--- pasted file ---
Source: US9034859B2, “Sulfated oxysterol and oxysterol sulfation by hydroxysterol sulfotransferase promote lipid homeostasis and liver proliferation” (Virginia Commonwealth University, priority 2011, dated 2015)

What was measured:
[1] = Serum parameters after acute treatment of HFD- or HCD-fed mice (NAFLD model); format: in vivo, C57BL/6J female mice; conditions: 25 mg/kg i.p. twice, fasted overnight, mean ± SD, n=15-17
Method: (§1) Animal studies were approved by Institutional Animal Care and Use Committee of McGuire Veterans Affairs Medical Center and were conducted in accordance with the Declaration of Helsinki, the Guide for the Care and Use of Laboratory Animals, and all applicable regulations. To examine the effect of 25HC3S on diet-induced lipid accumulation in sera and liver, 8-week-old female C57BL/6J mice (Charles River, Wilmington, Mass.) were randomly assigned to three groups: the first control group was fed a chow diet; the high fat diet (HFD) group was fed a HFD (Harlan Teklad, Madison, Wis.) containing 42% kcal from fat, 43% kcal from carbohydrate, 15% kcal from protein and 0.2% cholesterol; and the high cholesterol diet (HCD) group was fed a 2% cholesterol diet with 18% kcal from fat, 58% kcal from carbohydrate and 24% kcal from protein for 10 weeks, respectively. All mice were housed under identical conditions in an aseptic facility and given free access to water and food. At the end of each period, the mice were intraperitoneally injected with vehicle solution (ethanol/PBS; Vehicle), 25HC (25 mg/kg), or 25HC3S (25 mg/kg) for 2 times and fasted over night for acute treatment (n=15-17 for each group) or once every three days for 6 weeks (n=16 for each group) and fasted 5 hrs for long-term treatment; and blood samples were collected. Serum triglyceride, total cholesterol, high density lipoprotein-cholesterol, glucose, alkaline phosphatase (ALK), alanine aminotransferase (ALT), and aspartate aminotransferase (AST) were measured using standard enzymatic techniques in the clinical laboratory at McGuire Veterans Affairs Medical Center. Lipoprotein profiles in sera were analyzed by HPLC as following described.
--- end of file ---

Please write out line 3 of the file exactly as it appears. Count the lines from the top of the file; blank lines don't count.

[1] = Serum parameters after acute treatment of HFD- or HCD-fed mice (NAFLD model); format: in vivo, C57BL/6J female mice; conditions: 25 mg/kg i.p. twice, fasted overnight, mean ± SD, n=15-17